In a 2–1 decision authored by the prolific appellate judge, Frank Easterbrook, the Seventh Circuit agreed with the Law Center’s assessment of the case. “That laws similar to Highland Park’s reduce the share of gun crimes involving assault weapons is established by data,” Judge Easterbrook wrote. “A ban on assault weapons and large capacity magazines… may reduce the carnage if a mass shooting occurs.”

Also of great importance to the court was the ordinance’s minimal impact on self-defense. “Unlike the District of Columbia’s ban on handguns [at issue in the landmark Heller case], Highland Park’s ordinance leaves residents with many self-defense options.” As a result, the court concluded that the city’s prohibition on assault weapons and large capacity ammunition magazines does not violate the Second Amendment.

This victory yet again demonstrates the unprecedented momentum across the country for common-sense gun laws. The ruling is the second so far this year regarding prohibitions on military-style weapons, following the Ninth Circuit’s recent ruling upholding a Sunnyvale, CA, ban on possessing large capacity magazines. Several similar cases are currently pending in federal appellate courts across the country, including the Second, Fourth, and Tenth Circuits. The Law Center filed amicus briefs in each of these cases as part of our commitment to fight for smart gun laws that will save countless lives. We expect positive outcomes in these cases–stand with us in the fight for safer communities for everyone and become a member today.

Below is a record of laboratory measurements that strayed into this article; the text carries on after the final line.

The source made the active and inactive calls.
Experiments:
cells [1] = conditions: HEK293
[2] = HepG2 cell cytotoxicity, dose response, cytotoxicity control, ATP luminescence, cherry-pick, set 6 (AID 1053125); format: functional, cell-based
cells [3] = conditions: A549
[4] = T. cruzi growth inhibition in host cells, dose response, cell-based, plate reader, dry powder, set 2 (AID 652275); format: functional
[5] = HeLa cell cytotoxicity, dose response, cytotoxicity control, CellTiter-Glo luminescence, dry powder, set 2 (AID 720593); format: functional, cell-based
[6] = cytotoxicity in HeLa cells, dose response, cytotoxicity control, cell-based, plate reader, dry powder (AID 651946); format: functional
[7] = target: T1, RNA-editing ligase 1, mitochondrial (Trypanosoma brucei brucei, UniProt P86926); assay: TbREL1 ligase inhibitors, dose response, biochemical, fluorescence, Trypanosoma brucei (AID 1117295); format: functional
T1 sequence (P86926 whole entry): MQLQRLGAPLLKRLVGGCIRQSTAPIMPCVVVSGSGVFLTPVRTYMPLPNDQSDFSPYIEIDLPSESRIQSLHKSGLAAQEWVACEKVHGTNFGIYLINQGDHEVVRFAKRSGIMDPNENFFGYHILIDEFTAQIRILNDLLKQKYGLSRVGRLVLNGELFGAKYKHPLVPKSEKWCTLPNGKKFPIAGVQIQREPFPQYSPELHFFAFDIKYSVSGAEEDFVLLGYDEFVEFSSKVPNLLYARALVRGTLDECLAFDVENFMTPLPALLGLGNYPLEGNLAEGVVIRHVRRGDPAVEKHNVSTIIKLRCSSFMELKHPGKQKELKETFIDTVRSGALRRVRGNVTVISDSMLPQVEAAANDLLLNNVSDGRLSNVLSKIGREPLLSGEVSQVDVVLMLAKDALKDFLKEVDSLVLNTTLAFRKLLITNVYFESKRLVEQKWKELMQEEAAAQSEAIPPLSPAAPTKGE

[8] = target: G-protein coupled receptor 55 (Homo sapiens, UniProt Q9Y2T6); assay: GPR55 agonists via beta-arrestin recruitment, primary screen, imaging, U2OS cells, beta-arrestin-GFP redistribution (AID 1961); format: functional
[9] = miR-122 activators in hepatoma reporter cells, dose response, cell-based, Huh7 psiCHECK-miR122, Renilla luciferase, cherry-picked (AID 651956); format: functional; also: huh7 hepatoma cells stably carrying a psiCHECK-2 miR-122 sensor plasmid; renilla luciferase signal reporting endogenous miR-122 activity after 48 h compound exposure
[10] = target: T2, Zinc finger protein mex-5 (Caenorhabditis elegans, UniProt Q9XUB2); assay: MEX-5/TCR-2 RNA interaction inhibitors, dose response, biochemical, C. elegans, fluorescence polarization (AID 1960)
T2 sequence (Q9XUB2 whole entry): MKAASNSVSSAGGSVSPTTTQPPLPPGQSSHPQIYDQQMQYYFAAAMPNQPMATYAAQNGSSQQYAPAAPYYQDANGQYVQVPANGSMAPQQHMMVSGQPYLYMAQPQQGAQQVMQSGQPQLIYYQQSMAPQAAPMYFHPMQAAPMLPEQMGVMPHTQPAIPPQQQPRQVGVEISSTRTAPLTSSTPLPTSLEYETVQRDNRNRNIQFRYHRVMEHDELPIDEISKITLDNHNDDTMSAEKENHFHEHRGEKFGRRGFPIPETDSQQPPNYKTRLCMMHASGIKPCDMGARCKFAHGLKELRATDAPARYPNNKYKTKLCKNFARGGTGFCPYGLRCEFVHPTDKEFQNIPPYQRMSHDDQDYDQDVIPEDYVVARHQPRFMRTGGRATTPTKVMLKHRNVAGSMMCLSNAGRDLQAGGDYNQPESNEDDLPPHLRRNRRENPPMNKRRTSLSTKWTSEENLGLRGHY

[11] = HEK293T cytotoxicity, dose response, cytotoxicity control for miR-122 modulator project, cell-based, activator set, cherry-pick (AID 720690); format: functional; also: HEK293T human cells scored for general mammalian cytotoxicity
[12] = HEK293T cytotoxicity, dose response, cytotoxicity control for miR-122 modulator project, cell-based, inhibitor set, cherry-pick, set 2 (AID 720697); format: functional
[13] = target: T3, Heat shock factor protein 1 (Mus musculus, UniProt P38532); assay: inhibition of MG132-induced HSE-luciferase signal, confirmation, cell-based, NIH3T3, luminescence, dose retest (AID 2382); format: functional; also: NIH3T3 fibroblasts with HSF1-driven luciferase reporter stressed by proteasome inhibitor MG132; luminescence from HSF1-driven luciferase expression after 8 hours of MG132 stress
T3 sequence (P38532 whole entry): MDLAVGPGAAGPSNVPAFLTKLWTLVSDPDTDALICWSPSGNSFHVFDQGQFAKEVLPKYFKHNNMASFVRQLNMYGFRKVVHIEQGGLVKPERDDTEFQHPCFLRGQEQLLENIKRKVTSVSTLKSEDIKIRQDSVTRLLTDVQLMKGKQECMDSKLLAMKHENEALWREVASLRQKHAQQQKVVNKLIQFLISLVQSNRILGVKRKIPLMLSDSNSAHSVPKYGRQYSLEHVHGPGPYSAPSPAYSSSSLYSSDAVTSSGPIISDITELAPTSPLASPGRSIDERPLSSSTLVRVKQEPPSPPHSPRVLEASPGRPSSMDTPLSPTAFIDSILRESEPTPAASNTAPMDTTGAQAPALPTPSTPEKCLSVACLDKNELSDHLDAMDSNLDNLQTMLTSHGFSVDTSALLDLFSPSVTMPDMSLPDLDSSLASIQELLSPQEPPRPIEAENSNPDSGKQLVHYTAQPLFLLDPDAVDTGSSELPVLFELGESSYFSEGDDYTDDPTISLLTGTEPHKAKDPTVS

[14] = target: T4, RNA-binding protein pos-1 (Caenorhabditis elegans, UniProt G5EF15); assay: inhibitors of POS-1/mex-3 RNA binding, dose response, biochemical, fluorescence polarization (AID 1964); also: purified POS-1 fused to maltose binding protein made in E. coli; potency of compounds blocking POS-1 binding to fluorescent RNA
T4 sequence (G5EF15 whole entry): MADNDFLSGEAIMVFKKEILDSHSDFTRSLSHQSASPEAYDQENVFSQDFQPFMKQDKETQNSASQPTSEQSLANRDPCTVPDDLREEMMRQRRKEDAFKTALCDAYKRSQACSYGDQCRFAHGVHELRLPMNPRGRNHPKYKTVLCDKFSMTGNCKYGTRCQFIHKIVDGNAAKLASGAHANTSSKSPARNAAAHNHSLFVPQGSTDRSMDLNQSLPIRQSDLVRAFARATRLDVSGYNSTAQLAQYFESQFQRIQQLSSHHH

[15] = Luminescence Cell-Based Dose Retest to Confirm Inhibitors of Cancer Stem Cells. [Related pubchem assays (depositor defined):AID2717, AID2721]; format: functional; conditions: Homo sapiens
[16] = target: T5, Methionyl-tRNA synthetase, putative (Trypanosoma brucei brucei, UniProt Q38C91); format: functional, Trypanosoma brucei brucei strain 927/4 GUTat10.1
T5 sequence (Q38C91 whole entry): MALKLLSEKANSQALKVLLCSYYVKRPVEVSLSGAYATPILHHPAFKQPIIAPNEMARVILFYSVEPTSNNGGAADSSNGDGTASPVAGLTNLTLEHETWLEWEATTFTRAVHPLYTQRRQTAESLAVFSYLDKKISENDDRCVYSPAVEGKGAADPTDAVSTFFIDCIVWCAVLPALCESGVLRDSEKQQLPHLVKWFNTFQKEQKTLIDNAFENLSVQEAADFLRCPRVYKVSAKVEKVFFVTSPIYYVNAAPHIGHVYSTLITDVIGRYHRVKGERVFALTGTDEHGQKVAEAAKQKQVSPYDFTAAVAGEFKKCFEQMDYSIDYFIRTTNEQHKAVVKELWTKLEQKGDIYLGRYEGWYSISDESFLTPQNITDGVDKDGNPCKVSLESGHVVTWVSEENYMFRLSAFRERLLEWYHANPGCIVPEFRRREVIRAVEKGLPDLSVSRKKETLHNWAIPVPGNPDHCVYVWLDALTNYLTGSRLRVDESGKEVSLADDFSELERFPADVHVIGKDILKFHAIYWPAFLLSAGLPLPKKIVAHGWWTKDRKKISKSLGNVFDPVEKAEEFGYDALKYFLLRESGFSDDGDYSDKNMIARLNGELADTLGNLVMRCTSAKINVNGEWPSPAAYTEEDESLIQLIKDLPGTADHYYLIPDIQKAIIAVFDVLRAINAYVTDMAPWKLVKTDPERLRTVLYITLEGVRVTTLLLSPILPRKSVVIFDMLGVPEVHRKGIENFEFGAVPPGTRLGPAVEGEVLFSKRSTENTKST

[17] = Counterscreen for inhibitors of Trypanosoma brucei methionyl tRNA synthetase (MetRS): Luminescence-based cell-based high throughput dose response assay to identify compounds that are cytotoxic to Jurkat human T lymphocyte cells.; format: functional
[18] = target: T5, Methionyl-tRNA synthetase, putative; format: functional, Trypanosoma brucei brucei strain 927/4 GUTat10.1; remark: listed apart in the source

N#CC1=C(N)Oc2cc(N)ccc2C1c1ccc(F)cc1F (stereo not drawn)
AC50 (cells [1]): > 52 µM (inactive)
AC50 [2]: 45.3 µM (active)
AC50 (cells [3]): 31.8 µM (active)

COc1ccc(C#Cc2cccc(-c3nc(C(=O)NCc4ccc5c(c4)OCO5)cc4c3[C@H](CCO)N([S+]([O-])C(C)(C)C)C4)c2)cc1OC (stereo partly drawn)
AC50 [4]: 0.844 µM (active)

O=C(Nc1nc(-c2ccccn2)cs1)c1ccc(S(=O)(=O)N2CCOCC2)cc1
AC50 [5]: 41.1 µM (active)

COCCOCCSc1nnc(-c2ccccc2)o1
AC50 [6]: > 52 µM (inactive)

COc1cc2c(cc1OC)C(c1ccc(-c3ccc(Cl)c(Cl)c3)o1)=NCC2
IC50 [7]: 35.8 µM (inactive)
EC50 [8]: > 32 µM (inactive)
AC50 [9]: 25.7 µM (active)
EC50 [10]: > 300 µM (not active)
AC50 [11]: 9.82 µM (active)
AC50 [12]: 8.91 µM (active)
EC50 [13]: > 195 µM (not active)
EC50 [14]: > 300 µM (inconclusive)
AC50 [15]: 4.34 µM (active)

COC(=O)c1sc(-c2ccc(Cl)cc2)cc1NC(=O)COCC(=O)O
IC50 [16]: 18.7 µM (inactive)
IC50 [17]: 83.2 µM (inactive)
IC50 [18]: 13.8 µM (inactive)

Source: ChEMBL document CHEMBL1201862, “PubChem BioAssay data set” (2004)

Learn more about large capacity ammunition magazines and the dangers of assault weapons by visiting our policy page.

 

Friedman v. City of Highland Park: Amicus Brief in Support of Local Ordinance Banning Assault Weapons and Large Capacity Magazines

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Case Information: Friedman, et al. v. City of Highland Park, et al., No. 14-3091 (7th Cir. Brief Filed Dec. 10, 2014)

At Issue: Gun lobby plaintiffs brought this challenge to an ordinance passed by the City of Highland Park, Illinois in the wake of the tragedy at Sandy Hook Elementary School in Newtown, which prohibits the possession, sale, or manufacture of assault weapons and large capacity magazines (defined as magazines able to hold more than 10 rounds of ammunition). The district court upheld the ordinance, finding it to have a “close fit” with the “stated objective of providing for the protection and safety of its inhabitants.” Plaintiffs appealed the decision to the Seventh Circuit.